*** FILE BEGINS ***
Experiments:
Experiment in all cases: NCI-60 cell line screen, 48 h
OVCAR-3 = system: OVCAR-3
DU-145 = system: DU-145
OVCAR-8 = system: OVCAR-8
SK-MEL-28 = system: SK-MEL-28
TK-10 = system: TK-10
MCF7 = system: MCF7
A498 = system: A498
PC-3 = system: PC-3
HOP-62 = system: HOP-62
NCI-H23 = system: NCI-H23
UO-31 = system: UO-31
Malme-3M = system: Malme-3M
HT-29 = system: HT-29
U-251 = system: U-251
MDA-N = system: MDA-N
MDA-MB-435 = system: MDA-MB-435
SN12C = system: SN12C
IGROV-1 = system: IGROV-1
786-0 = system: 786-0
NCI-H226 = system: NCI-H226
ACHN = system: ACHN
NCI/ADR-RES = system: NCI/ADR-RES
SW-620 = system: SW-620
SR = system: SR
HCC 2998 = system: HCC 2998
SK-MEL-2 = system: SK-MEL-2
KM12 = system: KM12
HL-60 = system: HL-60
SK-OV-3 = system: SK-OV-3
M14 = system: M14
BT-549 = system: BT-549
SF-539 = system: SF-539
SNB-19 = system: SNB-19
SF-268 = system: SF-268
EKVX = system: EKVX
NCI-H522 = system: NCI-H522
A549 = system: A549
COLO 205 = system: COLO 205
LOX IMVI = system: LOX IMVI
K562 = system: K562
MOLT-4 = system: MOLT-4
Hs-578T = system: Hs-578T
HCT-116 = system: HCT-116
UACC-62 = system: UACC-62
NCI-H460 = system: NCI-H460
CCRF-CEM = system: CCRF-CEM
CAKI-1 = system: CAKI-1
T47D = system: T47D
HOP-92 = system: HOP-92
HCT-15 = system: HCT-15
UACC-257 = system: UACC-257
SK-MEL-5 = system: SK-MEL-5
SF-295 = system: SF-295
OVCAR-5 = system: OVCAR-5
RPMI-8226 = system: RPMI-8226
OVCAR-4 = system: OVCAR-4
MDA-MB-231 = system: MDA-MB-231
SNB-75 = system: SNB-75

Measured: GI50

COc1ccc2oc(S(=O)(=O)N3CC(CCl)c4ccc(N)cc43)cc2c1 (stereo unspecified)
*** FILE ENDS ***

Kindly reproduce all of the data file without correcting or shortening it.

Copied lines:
Experiments:
Experiment in all cases: NCI-60 cell line screen, 48 h
OVCAR-3 = system: OVCAR-3
DU-145 = system: DU-145
OVCAR-8 = system: OVCAR-8
SK-MEL-28 = system: SK-MEL-28
TK-10 = system: TK-10
MCF7 = system: MCF7
A498 = system: A498
PC-3 = system: PC-3
HOP-62 = system: HOP-62
NCI-H23 = system: NCI-H23
UO-31 = system: UO-31
Malme-3M = system: Malme-3M
HT-29 = system: HT-29
U-251 = system: U-251
MDA-N = system: MDA-N
MDA-MB-435 = system: MDA-MB-435
SN12C = system: SN12C
IGROV-1 = system: IGROV-1
786-0 = system: 786-0
NCI-H226 = system: NCI-H226
ACHN = system: ACHN
NCI/ADR-RES = system: NCI/ADR-RES
SW-620 = system: SW-620
SR = system: SR
HCC 2998 = system: HCC 2998
SK-MEL-2 = system: SK-MEL-2
KM12 = system: KM12
HL-60 = system: HL-60
SK-OV-3 = system: SK-OV-3
M14 = system: M14
BT-549 = system: BT-549
SF-539 = system: SF-539
SNB-19 = system: SNB-19
SF-268 = system: SF-268
EKVX = system: EKVX
NCI-H522 = system: NCI-H522
A549 = system: A549
COLO 205 = system: COLO 205
LOX IMVI = system: LOX IMVI
K562 = system: K562
MOLT-4 = system: MOLT-4
Hs-578T = system: Hs-578T
HCT-116 = system: HCT-116
UACC-62 = system: UACC-62
NCI-H460 = system: NCI-H460
CCRF-CEM = system: CCRF-CEM
CAKI-1 = system: CAKI-1
T47D = system: T47D
HOP-92 = system: HOP-92
HCT-15 = system: HCT-15
UACC-257 = system: UACC-257
SK-MEL-5 = system: SK-MEL-5
SF-295 = system: SF-295
OVCAR-5 = system: OVCAR-5
RPMI-8226 = system: RPMI-8226
OVCAR-4 = system: OVCAR-4
MDA-MB-231 = system: MDA-MB-231
SNB-75 = system: SNB-75

Measured: GI50

COc1ccc2oc(S(=O)(=O)N3CC(CCl)c4ccc(N)cc43)cc2c1 (stereo unspecified)